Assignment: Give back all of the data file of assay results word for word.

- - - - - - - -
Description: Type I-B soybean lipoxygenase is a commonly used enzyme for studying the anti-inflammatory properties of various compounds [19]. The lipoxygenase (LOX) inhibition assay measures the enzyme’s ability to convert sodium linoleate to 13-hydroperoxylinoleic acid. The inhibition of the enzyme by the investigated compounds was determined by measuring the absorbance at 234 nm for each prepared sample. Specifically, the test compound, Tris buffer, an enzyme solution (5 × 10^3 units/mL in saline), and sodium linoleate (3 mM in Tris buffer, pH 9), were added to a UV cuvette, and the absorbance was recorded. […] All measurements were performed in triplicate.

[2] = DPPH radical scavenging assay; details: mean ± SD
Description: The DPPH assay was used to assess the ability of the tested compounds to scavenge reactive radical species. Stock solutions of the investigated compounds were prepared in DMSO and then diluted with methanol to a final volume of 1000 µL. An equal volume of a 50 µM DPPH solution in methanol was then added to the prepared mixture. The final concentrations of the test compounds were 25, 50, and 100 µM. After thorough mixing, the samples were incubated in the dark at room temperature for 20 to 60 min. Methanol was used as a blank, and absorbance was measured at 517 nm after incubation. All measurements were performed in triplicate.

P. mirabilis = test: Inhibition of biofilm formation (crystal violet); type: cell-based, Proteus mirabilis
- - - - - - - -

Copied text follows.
Description: Type I-B soybean lipoxygenase is a commonly used enzyme for studying the anti-inflammatory properties of various compounds [19]. The lipoxygenase (LOX) inhibition assay measures the enzyme’s ability to convert sodium linoleate to 13-hydroperoxylinoleic acid. The inhibition of the enzyme by the investigated compounds was determined by measuring the absorbance at 234 nm for each prepared sample. Specifically, the test compound, Tris buffer, an enzyme solution (5 × 10^3 units/mL in saline), and sodium linoleate (3 mM in Tris buffer, pH 9), were added to a UV cuvette, and the absorbance was recorded. […] All measurements were performed in triplicate.

[2] = DPPH radical scavenging assay; details: mean ± SD
Description: The DPPH assay was used to assess the ability of the tested compounds to scavenge reactive radical species. Stock solutions of the investigated compounds were prepared in DMSO and then diluted with methanol to a final volume of 1000 µL. An equal volume of a 50 µM DPPH solution in methanol was then added to the prepared mixture. The final concentrations of the test compounds were 25, 50, and 100 µM. After thorough mixing, the samples were incubated in the dark at room temperature for 20 to 60 min. Methanol was used as a blank, and absorbance was measured at 517 nm after incubation. All measurements were performed in triplicate.

P. mirabilis = test: Inhibition of biofilm formation (crystal violet); type: cell-based, Proteus mirabilis